Table 1

Core CONSORT and SPIRIT elements addressing statistical considerations for trials

Statistical considerations for reporting, with guidance regarding core detailsDefined SPIRIT item?Defined CONSORT item?
Description of trial design. Specify clearly the type (eg, parallel, crossover, factorial, cluster randomised, etc), the framework (eg, superiority, non-inferiority, exploratory/pilot) and the ratio of allocation to intervention groups for the study.
Estimation of sample size. Specify the estimated number of patients for enrolment based on calculations performed. Provide clear mention of the outcome used as the basis for the estimation, as well as the assumptions made and/or additional information used (eg, assumed event rates or means and SDs per group, along with source or rationale for these values, type 1 error rate, chosen power level, test to be used to compare groups, adjustments for anticipated losses to follow up and other information which may be required for sample size estimations for trial designs beyond the standard parallel groups design) to arrive at the planned sample size.
Assignment of patients to intervention groups. Describe the approach to generate the randomisation scheme for patients with additional details as necessary (eg, computer generation of random sequence, stratification factors with boundary criteria, size of blocks to be implemented, use of simple randomisation or adaptive randomisation or other modified approaches).
Description of elements of the study's primary analysis. Specify the primary and secondary end points for comparison between groups, and the main analytic approach of focus for primary interpretation of findings (eg, statistical test). If multiple groupings of patients are to be considered in separate analyses (eg, related to adherence), clearly describe these groups. Describe the measures of effect (eg, risk ratio, mean difference) that will be used to summarise comparisons between groups, and indicate chosen type 1 error rates and reporting of CIs. Describe adjustments to be made for multiple testing, and any additional design-specific information required for analysis (eg, for cross-over or cluster-randomised studies).
Performance of additional data analyses. Efforts to consider additional analyses of the study data, for example, subgroups (either clinically or methods oriented), should be described. Clear details regarding any boundaries to group patients should be indicated. Statistical techniques for additional comparisons should be clarified, and a priori hypotheses regarding subgroups should be reported. Analyses incorporating adjustments (eg, via regression) should also be outlined. Specific approaches for missing data (including imputation or other approaches) should be described.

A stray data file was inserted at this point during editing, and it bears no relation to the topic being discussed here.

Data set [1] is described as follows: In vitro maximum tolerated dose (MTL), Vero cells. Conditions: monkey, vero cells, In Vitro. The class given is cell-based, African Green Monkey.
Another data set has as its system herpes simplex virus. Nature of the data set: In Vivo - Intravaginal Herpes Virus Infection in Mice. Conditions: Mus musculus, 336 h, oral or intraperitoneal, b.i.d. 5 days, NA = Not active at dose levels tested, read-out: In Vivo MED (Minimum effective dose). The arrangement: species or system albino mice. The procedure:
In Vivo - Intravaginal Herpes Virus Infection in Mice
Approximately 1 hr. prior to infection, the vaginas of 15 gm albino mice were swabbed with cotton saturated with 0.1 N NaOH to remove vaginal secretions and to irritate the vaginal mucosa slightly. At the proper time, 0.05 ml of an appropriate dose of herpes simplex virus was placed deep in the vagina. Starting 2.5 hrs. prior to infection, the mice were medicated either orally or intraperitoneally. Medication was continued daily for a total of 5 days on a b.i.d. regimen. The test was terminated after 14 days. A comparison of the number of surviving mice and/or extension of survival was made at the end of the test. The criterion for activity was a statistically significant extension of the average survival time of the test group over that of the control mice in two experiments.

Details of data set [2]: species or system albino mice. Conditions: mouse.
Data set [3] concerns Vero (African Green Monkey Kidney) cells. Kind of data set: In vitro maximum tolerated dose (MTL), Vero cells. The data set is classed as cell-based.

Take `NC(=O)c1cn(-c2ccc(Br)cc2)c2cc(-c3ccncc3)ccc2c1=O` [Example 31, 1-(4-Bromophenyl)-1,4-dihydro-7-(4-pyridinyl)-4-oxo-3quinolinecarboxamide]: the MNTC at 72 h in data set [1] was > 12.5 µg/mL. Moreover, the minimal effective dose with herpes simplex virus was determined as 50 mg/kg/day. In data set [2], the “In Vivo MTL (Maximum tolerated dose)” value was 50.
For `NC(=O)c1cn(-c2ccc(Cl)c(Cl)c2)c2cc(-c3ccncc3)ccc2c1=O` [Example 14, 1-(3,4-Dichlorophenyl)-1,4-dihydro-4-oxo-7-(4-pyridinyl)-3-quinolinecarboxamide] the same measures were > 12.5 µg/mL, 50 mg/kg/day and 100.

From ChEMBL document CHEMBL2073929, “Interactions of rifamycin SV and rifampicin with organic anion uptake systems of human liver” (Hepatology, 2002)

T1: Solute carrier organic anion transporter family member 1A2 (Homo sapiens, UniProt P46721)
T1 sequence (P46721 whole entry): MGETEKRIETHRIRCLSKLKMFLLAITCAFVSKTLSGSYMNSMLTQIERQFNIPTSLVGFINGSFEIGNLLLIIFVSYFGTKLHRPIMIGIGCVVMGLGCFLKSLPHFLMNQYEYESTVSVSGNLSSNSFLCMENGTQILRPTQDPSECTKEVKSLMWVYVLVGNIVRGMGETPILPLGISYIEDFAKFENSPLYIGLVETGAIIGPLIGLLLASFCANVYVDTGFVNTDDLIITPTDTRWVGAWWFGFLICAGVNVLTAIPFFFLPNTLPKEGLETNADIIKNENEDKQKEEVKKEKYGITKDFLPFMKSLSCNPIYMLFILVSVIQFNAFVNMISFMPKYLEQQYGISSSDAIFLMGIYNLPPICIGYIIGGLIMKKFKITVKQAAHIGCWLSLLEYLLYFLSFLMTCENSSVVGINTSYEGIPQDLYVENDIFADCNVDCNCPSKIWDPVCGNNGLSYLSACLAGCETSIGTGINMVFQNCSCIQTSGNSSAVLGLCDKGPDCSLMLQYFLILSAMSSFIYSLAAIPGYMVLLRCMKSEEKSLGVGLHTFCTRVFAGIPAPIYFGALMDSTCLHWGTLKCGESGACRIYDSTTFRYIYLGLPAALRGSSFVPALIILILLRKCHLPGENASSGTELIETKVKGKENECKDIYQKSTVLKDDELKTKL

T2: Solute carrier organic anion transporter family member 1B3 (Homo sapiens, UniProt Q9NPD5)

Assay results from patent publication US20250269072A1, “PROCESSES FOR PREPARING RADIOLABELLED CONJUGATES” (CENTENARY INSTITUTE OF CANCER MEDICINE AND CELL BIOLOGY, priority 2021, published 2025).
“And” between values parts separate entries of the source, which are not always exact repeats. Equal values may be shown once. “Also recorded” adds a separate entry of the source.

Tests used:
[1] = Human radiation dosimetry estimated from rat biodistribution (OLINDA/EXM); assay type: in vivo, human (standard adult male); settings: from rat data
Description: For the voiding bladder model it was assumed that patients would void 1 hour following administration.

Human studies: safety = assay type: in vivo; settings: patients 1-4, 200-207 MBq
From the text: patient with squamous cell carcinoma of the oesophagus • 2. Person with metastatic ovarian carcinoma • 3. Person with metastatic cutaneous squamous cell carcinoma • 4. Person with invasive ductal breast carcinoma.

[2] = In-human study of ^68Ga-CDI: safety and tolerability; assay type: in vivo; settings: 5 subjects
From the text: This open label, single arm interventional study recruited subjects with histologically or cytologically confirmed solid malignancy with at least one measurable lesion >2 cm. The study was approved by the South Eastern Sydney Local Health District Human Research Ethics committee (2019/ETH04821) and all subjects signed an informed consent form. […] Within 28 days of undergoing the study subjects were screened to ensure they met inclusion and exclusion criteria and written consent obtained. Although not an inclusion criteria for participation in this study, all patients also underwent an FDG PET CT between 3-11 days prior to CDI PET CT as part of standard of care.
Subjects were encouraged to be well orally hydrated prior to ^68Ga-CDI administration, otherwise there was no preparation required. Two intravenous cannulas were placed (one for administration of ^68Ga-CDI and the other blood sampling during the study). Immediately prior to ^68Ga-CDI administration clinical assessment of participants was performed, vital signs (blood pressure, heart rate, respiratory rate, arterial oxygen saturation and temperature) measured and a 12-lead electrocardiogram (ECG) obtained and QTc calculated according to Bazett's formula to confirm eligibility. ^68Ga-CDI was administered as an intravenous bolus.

Interim analyses of study data. Specify details regarding interactions with a data monitoring committee and statistical analyses performed at key points during the trial (eg, timing of analyses, analytic methods), as well as criteria that will be considered for early study stopping (related to benefits, harms or futility), sample size adjustments or modifications to allocation ratios.
Assessment of harms observed during the study. Specify anticipated harms and whether data were actively solicited from patients, duration of time for which end points were recorded and how frequently. Make clear any formally planned statistical comparisons of harms to be made between groups, and/or descriptive techniques to be used to summarise the data.
Describe protocol changes made during the study. All changes made after protocol finalisation and study start should be clearly described. This includes the addition, removal and reordering of clinical end points, modifications to planned study sample size, changes to the data analysis plan and other changes of relevance for readers which represent changes from the study protocol.
Describe patient flow observed during the study. The numbers of patients assigned to intervention groups, the numbers receiving interventions and the numbers contributing to data analysis should be provided. Patient attrition should be clearly described. Use of a flow diagram is common and recommended.
Document baseline demographics across groups. A clear description of the distribution of all important patient demographics and clinical features should be provided. This addresses the comparability of groups, establishes the success of randomisation in balancing confounders and instructs readers on features of the study population.
Document the numbers of patients included in analyses. Report the numbers of study participants that were included for formal analysis for each end point assessed. Make clear whether analyses reflect the groups as originally randomised, or whether certain differences are present.